Scoop: Digital health firm closes $85M fund
LionBird, a digital health venture capital firm based in the U.S. and Israel, closed its third fund, an $85 million financial pool it'll use to back 15-18 health tech startups, managing partner Edward Michael tells Axios exclusively.
Why it matters: With investor interest in digital health at unprecedented highs, LionBird is just the latest firm to unveil a new fund dedicated entirely to companies at the intersection of health and technology.
Other notable recent fundraising activity includes:
- In January, Andreessen Horowitz launched its fourth and largest-ever Bio Fund, a $1.5 billion sum for startups in medicine, digital health and the life sciences.
- The following month, Arch Venture Partners, a firm known for its contrarian risk-taking philosophy, raised $2.5 billion for its latest fund, called XII.
- And this month, global health care company AmerisourceBergen launched its own venture fund, AB Health Ventures, with $150 million for early-to-mid stage health startups in pharmacy, clinical development and animal health.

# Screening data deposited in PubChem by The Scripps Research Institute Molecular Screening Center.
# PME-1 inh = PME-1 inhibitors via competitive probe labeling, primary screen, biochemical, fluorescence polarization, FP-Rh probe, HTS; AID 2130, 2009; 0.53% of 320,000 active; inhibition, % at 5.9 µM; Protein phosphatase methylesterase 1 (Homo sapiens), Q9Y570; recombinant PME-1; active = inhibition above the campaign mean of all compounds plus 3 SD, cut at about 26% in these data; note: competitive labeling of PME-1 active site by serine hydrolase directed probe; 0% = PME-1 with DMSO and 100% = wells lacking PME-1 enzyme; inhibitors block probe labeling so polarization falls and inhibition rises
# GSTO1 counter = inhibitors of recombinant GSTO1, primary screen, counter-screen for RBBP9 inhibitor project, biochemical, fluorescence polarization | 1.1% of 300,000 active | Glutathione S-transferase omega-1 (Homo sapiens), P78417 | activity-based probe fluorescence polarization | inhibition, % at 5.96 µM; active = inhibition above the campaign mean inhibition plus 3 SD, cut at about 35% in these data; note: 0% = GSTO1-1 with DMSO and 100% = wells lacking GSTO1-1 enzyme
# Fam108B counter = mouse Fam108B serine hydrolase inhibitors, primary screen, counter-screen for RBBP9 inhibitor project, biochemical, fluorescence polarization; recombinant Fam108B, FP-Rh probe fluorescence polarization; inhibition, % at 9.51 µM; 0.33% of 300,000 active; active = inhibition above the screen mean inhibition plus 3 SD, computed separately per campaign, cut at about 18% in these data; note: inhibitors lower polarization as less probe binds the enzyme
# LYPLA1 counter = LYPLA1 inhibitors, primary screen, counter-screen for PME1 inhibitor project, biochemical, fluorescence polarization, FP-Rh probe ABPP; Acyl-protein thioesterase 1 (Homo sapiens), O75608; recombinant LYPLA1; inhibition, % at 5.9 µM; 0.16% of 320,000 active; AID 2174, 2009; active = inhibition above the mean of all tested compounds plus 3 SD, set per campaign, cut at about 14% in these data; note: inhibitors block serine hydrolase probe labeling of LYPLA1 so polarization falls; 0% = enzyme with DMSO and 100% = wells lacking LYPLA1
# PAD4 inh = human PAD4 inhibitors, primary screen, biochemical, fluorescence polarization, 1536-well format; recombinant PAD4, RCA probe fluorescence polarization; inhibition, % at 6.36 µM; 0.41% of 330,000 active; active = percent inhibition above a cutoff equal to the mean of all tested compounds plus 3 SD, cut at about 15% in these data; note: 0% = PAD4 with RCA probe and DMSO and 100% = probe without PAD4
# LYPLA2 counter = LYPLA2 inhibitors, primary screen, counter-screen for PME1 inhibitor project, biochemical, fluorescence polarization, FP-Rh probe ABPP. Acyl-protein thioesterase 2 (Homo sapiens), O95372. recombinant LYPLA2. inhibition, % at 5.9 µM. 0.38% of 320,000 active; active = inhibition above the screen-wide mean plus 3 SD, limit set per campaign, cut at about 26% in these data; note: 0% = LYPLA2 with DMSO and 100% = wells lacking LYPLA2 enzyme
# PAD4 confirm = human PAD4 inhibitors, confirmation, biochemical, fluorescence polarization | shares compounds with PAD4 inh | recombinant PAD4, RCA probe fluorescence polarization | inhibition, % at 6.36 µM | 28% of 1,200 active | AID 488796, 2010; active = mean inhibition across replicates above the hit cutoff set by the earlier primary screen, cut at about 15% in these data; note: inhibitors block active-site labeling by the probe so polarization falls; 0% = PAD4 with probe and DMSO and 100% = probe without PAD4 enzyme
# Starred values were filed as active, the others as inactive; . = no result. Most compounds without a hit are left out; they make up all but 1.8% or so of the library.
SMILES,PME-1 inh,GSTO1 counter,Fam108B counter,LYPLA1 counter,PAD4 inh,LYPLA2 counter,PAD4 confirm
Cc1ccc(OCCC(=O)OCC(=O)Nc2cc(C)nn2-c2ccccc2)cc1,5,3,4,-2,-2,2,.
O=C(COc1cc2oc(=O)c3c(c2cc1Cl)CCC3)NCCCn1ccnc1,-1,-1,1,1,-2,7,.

Context: Founded in 2012, LionBird backs companies it believes can use technology to demonstrate positive outcomes for patients and providers.
- So far, it has backed roughly 30 startups including New York-based robotic limb technology company Phantom Neuro and Israeli home recovery startup Laguna Health.
- While the firm is chiefly focused on seed investments, it will occasionally participate in a Series A and — every so often — the rare Series B, Michael tells Axios.
Details: This is LionBird's biggest fund yet at nearly three times the size of its second $35 million fund and more than four times the size of its first $20 million fund.
- As part of the deal, LionBird is adding two new partners: Robert Lord, previously co-founder and president at health compliance startup Protenus, and Gal Noyman-Veksler, a health care executive and behavioral researcher who was previously a principal at the firm.
What they're saying: LionBird started out backing a mix of business service and digital health companies, but has increasingly gravitated towards digital health, Michael says.
- "We think the time is right, and we’re excited about all the things we’ve learned from the pandemic," adds Michael.